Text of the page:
Set up for sustainability at Anderson Winery and Vineyard
At Anderson Winery & vineyard we established our vineyard in 1992 as dryland. We chose our vineyard site specifically to be able to do this (soil with good water holding capacity etc).
Not irrigating means we get a much lower yield of grapes than most vineyards, but as well as being good for the quality of the grapes (less water = lower yields = better quality), it also conserves a precious resource – water.
Since 2007 (the peak of the drought) we have started cultivating between the rows of our vines, which helps any rain soak into the soil and penetrate more deeply into the rootzone rather than running off. Thus the water that is available is optimized.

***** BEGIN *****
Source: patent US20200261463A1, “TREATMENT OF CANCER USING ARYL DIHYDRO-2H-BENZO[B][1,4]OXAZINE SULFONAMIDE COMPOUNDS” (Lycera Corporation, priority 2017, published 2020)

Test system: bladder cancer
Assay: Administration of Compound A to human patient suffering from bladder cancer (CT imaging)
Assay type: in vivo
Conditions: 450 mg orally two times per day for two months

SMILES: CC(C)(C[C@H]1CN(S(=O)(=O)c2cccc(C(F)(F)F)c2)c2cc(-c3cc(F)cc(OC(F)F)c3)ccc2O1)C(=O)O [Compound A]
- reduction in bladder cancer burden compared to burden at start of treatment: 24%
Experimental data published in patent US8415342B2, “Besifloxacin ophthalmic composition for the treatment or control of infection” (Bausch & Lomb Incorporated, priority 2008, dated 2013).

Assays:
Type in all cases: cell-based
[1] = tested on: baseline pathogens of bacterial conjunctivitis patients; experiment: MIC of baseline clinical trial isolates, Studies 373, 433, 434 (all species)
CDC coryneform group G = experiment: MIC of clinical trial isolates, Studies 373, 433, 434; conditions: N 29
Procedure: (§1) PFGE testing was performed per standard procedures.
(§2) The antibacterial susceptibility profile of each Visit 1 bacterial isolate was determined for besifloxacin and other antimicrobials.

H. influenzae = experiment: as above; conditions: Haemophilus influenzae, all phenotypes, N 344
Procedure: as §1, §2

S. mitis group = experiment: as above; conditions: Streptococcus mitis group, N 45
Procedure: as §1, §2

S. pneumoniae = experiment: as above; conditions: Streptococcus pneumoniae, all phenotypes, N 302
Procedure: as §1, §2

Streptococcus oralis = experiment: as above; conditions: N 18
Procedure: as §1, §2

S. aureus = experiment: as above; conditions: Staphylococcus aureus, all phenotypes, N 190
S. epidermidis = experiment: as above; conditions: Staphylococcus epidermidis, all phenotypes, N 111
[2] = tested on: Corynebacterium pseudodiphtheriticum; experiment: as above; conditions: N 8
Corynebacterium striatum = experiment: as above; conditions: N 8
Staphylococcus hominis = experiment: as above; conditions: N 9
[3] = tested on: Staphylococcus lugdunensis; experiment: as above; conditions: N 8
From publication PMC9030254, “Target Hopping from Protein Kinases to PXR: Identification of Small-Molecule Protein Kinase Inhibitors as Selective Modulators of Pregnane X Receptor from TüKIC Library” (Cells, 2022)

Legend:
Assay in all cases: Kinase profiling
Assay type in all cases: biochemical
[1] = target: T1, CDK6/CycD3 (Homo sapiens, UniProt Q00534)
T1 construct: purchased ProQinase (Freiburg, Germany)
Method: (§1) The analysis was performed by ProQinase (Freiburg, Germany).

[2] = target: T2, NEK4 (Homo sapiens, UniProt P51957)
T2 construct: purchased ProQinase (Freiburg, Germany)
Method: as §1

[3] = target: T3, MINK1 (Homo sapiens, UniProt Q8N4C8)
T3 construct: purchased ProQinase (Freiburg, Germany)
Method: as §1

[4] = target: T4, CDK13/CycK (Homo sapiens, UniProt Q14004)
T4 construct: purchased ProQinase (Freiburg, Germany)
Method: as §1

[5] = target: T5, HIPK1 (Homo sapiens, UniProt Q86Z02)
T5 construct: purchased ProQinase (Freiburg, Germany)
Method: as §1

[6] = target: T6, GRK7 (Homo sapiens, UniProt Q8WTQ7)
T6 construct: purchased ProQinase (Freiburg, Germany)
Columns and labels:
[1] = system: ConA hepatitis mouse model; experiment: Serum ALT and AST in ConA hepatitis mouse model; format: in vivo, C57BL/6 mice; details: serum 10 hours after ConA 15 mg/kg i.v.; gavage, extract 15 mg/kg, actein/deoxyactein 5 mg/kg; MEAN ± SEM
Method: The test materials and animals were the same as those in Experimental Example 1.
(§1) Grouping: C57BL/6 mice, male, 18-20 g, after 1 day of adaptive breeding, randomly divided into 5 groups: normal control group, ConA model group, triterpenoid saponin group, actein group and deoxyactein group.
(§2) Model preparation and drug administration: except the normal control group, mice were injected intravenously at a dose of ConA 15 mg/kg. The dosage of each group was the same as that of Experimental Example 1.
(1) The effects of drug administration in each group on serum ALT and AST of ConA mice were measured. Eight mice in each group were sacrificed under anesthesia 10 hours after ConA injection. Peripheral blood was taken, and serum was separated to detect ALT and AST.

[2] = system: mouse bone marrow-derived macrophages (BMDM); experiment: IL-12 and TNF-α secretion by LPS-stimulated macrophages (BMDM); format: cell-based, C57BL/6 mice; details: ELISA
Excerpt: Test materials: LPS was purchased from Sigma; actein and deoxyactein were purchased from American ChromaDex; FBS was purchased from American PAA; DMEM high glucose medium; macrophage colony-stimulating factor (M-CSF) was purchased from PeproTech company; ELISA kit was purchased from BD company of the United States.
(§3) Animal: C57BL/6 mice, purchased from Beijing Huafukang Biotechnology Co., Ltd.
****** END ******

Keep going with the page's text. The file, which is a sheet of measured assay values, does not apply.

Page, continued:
In the winery we are also mindful of our water usage, and our entire winery water supply comes from on-site rainwater tanks.
The winery itself is made entirely out of insulating panels (affectionately known as the 'giant esky'), which keeps it cool in summer and warm in winter and minimizes the need for heating and cooling.
Our wine is made organically (not certified) with minimal additives.
We are also experimenting with new grape varieties and evaluating our current plantings for their capability to cope with warmer, drier conditions. Throughout the drought we have found that our Durif has performed a lot better than our Shiraz, and so we have recently grafted over a quarter of our Shiraz to Durif, and plan to do more.
We have also planted small amounts of Tempranillo and Saperavi which look promising so far. Both are red grapes - Tempranillo comes from northern Spain, and Saperavi from Georgia (bordering Turkey on the Black sea).